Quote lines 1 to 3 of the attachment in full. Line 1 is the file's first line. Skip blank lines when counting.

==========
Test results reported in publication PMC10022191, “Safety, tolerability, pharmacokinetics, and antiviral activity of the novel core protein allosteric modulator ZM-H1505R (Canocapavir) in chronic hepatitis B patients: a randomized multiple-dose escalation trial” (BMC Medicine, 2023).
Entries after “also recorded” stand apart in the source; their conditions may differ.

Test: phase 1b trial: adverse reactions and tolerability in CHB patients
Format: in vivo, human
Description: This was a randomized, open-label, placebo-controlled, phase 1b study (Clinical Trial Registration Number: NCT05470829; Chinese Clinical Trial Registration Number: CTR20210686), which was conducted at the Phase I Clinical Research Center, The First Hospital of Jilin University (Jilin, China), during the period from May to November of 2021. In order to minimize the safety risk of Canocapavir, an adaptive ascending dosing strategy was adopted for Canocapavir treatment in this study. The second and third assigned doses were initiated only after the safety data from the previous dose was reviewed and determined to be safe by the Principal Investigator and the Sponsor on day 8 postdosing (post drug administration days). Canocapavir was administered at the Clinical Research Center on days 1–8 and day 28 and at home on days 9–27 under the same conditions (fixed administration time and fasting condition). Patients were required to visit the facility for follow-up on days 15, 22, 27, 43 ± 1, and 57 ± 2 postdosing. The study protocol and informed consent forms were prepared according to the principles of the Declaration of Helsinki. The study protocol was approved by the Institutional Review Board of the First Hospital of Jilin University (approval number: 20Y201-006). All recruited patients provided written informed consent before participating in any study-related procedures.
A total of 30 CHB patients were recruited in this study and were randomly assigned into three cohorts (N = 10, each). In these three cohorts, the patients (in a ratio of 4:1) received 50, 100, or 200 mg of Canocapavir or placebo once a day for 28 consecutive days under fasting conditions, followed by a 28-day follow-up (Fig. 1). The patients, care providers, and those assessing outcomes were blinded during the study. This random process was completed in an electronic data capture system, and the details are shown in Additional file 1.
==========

Test results reported in publication PMC10022191, “Safety, tolerability, pharmacokinetics, and antiviral activity of the novel core protein allosteric modulator ZM-H1505R (Canocapavir) in chronic hepatitis B patients: a randomized multiple-dose escalation trial” (BMC Medicine, 2023).
Entries after “also recorded” stand apart in the source; their conditions may differ.

Test: phase 1b trial: adverse reactions and tolerability in CHB patients